Engineering graduate is first Black valedictorian at Princeton University

From left: Nicholas Johnson, sister Anastasia, mom, Dr Anita Brown-Johnson and dad, Dr Dexter Johnson.

Nicholas Johnson of Montreal, an engineering graduate of  Princeton, who was born to a Jamaican mother and a Bahamian father, is the first Black student to be named valedictorian in the university’s 274-year history.

Johnson will participate in the virtual commencement for the Ivy League university’s class of 2020 on Sunday, May 31, alongside Grace Sommers, a physics student who was named the year’s Latin salutatorian. An in-person ceremony will take place in May, 2021.

“It feels empowering,” Johnson told CNN. “Being Princeton’s first black valedictorian holds special significance to me, particularly given Princeton’s historical ties to the institution of slavery. I hope that this achievement motivates and inspires younger black students, particularly those interested in STEM fields.”

Nicholas Johnson

Johnson expressed gratitude for the university’s support of his internships and cultural immersion trips to Peru, Hong Kong and the U.K., among others, but was particularly thankful for exchanges with his fellow students.

“My favourite memories of my time at Princeton are memories of time spent with close friends and classmates engaging in stimulating discussions — often late at night — about our beliefs, the cultures and environments in which we were raised, the state of the world, and how we plan on contributing positively to it in our own unique way,” Johnson said in an announcement sent out by the university.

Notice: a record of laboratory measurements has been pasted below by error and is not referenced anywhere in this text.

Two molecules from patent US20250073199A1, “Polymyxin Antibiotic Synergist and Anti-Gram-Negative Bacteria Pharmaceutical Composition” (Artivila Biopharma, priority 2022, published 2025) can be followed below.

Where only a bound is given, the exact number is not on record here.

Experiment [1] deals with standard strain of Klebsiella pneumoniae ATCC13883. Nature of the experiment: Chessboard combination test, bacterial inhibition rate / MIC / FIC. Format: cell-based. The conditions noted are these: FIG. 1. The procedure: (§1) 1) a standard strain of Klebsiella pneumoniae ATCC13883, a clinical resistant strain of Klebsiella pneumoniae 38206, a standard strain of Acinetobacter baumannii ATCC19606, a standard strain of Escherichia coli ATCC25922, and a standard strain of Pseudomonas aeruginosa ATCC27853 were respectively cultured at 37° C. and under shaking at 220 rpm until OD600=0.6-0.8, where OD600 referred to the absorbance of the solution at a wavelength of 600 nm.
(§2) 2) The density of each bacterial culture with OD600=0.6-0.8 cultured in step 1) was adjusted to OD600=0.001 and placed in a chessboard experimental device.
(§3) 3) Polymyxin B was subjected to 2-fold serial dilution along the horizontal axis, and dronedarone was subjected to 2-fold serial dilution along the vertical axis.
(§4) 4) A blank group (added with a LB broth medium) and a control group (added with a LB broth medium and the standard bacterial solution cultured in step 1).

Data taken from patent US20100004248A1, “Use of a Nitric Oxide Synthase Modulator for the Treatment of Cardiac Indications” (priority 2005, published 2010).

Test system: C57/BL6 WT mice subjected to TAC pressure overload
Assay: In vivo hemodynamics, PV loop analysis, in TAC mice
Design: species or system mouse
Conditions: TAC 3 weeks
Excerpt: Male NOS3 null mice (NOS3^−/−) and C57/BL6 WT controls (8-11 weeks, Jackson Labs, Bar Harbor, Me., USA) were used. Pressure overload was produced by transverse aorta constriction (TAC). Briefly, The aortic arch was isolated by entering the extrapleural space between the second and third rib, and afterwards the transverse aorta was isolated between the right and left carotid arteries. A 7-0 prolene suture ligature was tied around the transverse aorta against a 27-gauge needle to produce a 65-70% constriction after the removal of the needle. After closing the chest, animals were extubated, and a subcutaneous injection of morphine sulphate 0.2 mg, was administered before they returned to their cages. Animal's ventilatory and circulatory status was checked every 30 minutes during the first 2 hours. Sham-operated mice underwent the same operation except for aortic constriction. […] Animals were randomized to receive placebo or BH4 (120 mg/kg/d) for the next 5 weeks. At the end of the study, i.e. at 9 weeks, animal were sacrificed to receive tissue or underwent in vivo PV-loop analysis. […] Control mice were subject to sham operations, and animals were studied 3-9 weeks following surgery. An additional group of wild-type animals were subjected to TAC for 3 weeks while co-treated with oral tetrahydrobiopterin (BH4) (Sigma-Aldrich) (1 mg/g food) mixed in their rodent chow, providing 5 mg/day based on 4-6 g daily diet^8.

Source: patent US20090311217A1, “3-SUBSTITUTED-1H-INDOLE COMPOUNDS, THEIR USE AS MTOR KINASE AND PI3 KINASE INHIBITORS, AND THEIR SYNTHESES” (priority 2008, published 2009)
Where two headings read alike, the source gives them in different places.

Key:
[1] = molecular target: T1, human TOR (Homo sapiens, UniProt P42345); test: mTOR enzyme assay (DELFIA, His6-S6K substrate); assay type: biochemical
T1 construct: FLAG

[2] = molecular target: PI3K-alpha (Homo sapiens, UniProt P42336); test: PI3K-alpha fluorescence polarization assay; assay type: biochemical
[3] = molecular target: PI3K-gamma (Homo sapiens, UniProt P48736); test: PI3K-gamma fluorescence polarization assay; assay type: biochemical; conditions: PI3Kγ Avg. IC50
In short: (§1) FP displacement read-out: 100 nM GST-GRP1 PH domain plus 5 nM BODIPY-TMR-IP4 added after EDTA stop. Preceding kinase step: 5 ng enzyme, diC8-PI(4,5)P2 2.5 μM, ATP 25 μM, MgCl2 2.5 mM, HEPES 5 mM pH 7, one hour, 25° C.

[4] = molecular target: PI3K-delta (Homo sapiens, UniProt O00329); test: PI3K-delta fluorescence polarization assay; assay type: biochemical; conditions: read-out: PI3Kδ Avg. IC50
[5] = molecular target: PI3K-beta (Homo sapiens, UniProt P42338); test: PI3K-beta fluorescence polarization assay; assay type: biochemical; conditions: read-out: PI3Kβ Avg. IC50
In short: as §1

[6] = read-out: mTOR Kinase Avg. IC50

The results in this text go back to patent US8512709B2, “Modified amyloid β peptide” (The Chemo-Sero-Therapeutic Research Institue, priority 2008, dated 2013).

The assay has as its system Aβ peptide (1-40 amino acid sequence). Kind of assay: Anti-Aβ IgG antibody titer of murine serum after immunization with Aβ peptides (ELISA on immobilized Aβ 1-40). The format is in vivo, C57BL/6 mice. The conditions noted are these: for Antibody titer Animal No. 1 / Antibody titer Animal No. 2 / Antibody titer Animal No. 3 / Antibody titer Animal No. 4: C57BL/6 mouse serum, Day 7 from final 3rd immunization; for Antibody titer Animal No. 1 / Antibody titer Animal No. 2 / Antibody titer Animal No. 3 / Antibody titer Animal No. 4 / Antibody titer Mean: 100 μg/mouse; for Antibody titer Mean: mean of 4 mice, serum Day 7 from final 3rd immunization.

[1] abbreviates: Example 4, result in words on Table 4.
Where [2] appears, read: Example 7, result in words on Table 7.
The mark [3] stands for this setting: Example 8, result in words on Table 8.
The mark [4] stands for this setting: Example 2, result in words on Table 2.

Johnson pursued certificates in statistics and machine learning, applied and computational mathematics, and applications of computing. A central focus of his research was sequential decision-making under uncertainty, optimization, and the ethical considerations due to the growing role of algorithmic decision-making systems.

His senior thesis looked at developing high-performance, efficient algorithms to design a preventative health intervention to help curb obesity in Canada. This work also has applications to public health interventions designed to increase adherence to social distancing to help prevent the spread of COVID-19.

Johnson has interned at the Montreal Institute for Learning Algorithms, under deep learning/AI leaders Prof. Yoshua Bengio and Dr. Jason Jo. He has also worked as a software engineer in machine learning at Google’s California headquarters.

He is a member of the Princeton chapter of Engineers Without Borders and served as its co-president in 2018. He is a writing fellow at Princeton’s Writing Centre and editor of Tortoise: A Journal of Writing Pedagogy.

Among his academic honours, Johnson is the recipient of the Class of 1883 English Prize for Freshmen at the School of Engineering, a two-time recipient of the Shapiro Prize for Academic Excellence, and co-recipient with Sommers of the Class of 1939 Princeton Scholar Award.

Johnson will spend this summer interning as a hybrid quantitative researcher and software developer at the D.E. Shaw Group, before beginning a PH.D in operations research at the Massacheusetts Institute of Technology in the fall